Your resume must instantly make an impression on busy hiring managers, so it's important to maximize its impact. While thinking about what information you should include, give equal attention to information you should omit. Certain content might be unnecessary, redundant or inappropriate. Consider omitting the following 10 items from your resume.
1. Sensitive Personal Information
Leave out any information someone could use to steal your identity, such as your social security number, driver's license information or state ID number.
2. Your Address
Don't give the hiring manager a reason to deny you based on where you live. For example, he may decide your commute will be too long. The only contact information your resume needs is your email address and phone number.
3. Objective Statement
Objective statements are unnecessary and considered outdated by many hiring managers. For greater impact, replace your objective statement with a brief career summary that highlights your most relevant job experiences.
4. Discriminatory Information
Refrain from sharing details that could be used to discriminate against you. That includes your age, weight, race, political affiliation, religion or sexual orientation.
5. Past or Present Salary
Some employers may ask about your current salary, but what they really want to know is if they can afford you. Instead of sharing your actual salary information, give employers a target range, and never list it in your resume. Salary discussions usually take place during the final stages of the hiring process.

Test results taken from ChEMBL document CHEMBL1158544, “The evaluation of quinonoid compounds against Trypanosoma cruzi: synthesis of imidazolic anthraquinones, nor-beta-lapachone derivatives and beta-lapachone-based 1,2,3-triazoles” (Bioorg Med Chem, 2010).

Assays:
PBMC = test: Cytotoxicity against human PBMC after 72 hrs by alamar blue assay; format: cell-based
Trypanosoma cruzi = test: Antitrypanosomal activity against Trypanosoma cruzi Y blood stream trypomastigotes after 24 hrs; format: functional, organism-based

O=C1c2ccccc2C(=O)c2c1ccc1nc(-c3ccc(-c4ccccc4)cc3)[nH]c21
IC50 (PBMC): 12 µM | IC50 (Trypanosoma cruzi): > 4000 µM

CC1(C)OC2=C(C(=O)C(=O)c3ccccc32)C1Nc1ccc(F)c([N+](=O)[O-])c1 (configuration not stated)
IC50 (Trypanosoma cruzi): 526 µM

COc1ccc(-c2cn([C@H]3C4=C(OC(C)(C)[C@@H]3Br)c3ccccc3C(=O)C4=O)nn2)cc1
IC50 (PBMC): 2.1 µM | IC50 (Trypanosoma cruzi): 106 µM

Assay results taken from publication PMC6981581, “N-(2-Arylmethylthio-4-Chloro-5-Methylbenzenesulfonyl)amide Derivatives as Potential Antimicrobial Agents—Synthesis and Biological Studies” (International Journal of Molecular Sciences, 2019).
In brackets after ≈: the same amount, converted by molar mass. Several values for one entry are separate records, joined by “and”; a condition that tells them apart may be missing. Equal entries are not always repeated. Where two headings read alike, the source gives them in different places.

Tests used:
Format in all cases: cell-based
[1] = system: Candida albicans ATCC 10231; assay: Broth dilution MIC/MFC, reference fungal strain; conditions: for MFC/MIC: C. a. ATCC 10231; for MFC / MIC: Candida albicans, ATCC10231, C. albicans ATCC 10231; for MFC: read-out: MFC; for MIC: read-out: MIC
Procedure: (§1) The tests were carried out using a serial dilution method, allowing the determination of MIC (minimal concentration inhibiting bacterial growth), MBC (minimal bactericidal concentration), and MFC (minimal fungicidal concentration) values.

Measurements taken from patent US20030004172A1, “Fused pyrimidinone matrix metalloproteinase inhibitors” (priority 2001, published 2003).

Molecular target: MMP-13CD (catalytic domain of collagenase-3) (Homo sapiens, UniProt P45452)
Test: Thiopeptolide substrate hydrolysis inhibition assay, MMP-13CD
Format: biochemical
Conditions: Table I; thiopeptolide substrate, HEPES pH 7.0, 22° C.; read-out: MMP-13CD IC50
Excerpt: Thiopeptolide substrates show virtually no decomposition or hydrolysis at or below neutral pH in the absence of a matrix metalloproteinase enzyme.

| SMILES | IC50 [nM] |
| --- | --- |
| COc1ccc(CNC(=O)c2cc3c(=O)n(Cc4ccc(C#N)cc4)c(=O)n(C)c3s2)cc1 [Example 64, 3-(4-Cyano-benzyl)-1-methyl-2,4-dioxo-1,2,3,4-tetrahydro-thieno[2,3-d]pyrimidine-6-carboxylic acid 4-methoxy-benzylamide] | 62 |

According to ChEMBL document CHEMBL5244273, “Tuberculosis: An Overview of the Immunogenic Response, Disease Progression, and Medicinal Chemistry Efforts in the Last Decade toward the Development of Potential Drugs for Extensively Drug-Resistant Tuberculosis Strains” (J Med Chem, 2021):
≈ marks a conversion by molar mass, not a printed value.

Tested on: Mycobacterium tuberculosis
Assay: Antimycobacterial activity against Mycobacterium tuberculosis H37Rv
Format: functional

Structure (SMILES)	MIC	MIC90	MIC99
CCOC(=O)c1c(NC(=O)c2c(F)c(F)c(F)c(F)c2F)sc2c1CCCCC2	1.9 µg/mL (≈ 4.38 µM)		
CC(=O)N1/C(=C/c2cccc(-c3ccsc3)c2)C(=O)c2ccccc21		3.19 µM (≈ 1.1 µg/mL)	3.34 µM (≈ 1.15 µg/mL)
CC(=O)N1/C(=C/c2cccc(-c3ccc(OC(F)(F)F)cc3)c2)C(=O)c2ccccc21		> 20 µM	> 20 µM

Unless you just graduated from school within the last few months or have very little experience beyond your education, employers aren't really concerned about your GPA.
Keep professional headshots off your resume. The only time a photograph is appropriate is when the job requires you to have a certain look, such as acting or modeling jobs.
8. Cliché Words or Phrases
Don't waste valuable resume space with empty buzzwords and phrases like "team-player," "detail-oriented" or "results-focused." Instead, show and prove your value by listing your actual accomplishments. Where possible, back up your claims with hard data, such as sales figures or statistics.
Don't list the names or contact information of your references on your resume. Managers generally request this information during the later stages of the hiring process.
Unless you're a graphic designer, keep your resume free of fancy fonts, tables or images, which can be distracting to employers. Keep your resume sleek and concise.
The information you leave out of your resume is just as important as the information it contains. You want employers to see your skills, qualifications and achievements, so omit filler and distracting details. A simple, compelling resume that includes only the most relevant information is more likely to grab a recruiter's attention.
Photo courtesy of Goldy at FreeDigitalPhotos.net
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